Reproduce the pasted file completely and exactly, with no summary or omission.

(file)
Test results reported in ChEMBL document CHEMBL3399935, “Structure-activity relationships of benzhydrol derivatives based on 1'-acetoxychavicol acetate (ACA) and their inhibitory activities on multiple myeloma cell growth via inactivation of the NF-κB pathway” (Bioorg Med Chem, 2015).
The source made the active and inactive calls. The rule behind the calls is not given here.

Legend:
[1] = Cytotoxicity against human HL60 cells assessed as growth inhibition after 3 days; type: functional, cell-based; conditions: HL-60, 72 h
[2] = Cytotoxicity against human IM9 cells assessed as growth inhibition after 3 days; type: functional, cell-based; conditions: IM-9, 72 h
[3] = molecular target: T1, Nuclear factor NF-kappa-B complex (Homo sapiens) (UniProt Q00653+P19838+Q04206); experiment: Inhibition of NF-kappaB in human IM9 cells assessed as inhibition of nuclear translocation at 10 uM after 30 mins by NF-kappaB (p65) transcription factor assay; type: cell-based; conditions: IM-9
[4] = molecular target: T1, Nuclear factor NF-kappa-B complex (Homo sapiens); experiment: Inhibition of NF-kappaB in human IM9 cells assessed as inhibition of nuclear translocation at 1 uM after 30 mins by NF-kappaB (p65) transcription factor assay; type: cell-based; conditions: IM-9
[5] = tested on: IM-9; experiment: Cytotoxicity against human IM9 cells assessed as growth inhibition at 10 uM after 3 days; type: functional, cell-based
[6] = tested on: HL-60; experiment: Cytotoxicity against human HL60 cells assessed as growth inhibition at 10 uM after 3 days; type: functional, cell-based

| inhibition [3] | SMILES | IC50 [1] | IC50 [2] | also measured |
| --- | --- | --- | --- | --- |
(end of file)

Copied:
Test results reported in ChEMBL document CHEMBL3399935, “Structure-activity relationships of benzhydrol derivatives based on 1'-acetoxychavicol acetate (ACA) and their inhibitory activities on multiple myeloma cell growth via inactivation of the NF-κB pathway” (Bioorg Med Chem, 2015).
The source made the active and inactive calls. The rule behind the calls is not given here.

Legend:
[1] = Cytotoxicity against human HL60 cells assessed as growth inhibition after 3 days; type: functional, cell-based; conditions: HL-60, 72 h
[2] = Cytotoxicity against human IM9 cells assessed as growth inhibition after 3 days; type: functional, cell-based; conditions: IM-9, 72 h
[3] = molecular target: T1, Nuclear factor NF-kappa-B complex (Homo sapiens) (UniProt Q00653+P19838+Q04206); experiment: Inhibition of NF-kappaB in human IM9 cells assessed as inhibition of nuclear translocation at 10 uM after 30 mins by NF-kappaB (p65) transcription factor assay; type: cell-based; conditions: IM-9
[4] = molecular target: T1, Nuclear factor NF-kappa-B complex (Homo sapiens); experiment: Inhibition of NF-kappaB in human IM9 cells assessed as inhibition of nuclear translocation at 1 uM after 30 mins by NF-kappaB (p65) transcription factor assay; type: cell-based; conditions: IM-9
[5] = tested on: IM-9; experiment: Cytotoxicity against human IM9 cells assessed as growth inhibition at 10 uM after 3 days; type: functional, cell-based
[6] = tested on: HL-60; experiment: Cytotoxicity against human HL60 cells assessed as growth inhibition at 10 uM after 3 days; type: functional, cell-based

| inhibition [3] | SMILES | IC50 [1] | IC50 [2] | also measured |
| --- | --- | --- | --- | --- |